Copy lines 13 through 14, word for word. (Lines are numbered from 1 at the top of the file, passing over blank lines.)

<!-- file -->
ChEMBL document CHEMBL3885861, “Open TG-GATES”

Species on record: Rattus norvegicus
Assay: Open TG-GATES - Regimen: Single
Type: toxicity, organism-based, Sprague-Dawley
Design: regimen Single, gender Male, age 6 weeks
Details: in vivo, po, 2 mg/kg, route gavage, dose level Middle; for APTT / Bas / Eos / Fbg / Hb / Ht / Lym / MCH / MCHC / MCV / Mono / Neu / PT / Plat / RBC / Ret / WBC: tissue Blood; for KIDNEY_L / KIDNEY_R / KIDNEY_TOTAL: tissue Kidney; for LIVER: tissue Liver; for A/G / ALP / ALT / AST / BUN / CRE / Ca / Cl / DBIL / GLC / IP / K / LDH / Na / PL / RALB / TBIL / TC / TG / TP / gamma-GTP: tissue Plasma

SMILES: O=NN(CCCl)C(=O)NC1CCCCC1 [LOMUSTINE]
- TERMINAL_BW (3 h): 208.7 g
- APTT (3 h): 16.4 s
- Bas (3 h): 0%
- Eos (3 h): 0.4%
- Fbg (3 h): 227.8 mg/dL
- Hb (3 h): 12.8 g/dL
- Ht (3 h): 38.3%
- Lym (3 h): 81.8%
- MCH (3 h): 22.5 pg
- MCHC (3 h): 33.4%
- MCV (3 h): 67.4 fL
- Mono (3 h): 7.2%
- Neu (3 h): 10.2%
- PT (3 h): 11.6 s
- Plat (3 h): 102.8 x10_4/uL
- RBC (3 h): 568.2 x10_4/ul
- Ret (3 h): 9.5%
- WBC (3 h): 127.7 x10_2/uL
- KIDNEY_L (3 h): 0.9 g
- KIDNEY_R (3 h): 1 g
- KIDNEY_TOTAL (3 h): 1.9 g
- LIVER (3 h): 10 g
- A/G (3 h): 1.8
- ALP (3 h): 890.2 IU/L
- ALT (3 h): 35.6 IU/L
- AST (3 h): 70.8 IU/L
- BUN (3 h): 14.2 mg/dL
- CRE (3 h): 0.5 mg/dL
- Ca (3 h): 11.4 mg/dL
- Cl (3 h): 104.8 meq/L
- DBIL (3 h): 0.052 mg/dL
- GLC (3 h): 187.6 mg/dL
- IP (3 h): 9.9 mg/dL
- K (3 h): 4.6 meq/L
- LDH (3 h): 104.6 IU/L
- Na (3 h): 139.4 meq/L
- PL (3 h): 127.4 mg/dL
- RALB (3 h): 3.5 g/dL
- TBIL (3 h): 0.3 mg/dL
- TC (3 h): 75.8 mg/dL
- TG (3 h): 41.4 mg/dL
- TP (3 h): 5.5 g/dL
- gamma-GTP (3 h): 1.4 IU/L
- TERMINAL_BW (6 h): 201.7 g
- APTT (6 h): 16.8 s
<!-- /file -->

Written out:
- Hb (3 h): 12.8 g/dL
- Ht (3 h): 38.3%